Collecting, Obsession, and Wealth
What an odd natural history museum taught me about privilege and the human desire to acquire
This past year, I made it my personal mission to visit as many local museums as possible. The more bizarre or niche, the better. One of the first on my list was the Natural History Museum at Tring.
Yes, it’s a slightly creepy and probably haunted Victorian building containing the taxidermic corpses of hundreds of long-dead animals. Yes, it’s often buzzing with screeching British children delighting at the dead. And yes, all of this does sound vaguely reminiscent of something out of an arty A24 horror film.
But if you can look past all of that, you’ll see that this museum is an ode to oddity. A monument to a trope that still captures the collective cultural imagination: the eccentric rich person.
There’s a meme, one I believe started on Twitter, that poses the question, “What’s classy if you’re rich and trashy if you’re poor?”
Speaking two languages. Asking for money (begging vs. fundraising). Police escorts. Fake teeth.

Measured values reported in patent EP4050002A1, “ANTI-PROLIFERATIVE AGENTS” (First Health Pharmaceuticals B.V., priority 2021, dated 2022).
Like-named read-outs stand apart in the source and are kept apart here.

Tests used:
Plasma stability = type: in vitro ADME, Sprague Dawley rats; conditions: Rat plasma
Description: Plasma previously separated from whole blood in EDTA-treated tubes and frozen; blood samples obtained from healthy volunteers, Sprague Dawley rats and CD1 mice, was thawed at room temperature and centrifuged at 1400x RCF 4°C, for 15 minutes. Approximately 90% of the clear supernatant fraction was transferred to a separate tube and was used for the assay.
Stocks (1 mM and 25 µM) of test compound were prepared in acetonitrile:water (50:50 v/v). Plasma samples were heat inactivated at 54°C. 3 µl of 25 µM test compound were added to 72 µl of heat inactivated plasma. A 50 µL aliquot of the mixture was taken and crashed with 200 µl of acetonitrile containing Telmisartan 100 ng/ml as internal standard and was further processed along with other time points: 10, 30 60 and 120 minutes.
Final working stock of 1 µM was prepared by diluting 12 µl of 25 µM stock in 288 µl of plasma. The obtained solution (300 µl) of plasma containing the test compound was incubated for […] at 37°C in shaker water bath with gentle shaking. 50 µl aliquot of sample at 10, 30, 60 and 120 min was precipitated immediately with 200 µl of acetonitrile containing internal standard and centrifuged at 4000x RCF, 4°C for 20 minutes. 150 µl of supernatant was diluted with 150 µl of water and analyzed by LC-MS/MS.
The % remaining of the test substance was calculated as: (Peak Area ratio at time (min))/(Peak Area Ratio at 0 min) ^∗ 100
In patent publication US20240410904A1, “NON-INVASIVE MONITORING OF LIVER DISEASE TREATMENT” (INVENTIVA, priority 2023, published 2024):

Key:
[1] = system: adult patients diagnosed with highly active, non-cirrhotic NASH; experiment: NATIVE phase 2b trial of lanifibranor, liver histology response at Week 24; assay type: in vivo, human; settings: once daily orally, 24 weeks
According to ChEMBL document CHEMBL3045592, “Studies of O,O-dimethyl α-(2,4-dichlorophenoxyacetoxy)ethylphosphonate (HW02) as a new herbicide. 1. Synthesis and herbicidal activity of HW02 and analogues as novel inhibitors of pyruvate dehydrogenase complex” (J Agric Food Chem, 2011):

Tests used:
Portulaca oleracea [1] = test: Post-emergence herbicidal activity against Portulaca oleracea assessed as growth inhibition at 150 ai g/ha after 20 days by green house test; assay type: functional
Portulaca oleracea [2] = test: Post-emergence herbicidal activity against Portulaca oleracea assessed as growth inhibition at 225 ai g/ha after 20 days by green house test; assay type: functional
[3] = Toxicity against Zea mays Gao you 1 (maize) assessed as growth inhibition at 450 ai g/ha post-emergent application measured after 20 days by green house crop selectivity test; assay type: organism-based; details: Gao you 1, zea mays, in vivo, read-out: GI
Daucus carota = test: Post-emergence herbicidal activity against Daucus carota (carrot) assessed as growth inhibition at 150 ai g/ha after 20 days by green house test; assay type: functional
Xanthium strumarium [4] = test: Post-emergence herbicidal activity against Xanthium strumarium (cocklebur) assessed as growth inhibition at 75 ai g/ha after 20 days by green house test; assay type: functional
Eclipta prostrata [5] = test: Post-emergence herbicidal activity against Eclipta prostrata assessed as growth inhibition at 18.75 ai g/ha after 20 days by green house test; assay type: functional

And my favorite answer, which sort of sums it all up: If you’re weird and rich, people just call you eccentric, but if you’re weird and poor, people call you crazy.
In HBO’s The White Lotus, Tanya (Jennifer Coolidge) personifies this assertion. We love watching her because she’s a train wreck, but more-so because she’s a fabulously wealthy train wreck. She’s ridiculous and wishy-washy and self-absorbed, traits that we admire, or love to hate, in the ultra-wealthy, and even more specifically, the white ultra-wealthy. Think the Kardashians. Jude Law’s character in The Talented Mr. Ripley. Donald Trump. Carole Baskin. Elon Musk. Ed Norton’s character in Glass Onion.
When I was growing up, I had a friend whose mother was married five times. We’ll call her mother Susan. Susan sipped wine coolers from a travel mug while driving us to Taco Bell to pick up dinner. She dressed like she was on an eternal vacation, shuffling around in flip flops, tugging at the bikini top she wore under her t-shirts. No one looked at Susan and thought, wow, what a glamorous lifestyle, what a fascinating creature. Most people just glanced up from…